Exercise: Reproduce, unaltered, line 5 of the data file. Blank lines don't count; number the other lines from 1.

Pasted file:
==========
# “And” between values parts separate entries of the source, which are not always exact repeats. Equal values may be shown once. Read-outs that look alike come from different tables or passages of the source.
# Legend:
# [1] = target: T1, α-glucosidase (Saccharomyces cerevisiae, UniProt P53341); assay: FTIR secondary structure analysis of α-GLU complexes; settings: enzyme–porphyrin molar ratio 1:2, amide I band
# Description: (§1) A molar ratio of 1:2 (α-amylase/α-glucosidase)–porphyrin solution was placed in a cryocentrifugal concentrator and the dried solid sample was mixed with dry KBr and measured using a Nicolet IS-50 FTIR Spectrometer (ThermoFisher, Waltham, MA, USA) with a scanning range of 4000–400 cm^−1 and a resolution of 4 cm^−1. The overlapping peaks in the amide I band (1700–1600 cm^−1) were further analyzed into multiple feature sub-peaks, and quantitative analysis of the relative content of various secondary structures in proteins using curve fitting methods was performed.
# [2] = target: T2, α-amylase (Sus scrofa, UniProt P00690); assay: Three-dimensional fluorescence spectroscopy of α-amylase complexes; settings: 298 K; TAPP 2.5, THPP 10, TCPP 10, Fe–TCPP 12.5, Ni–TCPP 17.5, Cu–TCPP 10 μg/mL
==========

# [2] = target: T2, α-amylase (Sus scrofa, UniProt P00690); assay: Three-dimensional fluorescence spectroscopy of α-amylase complexes; settings: 298 K; TAPP 2.5, THPP 10, TCPP 10, Fe–TCPP 12.5, Ni–TCPP 17.5, Cu–TCPP 10 μg/mL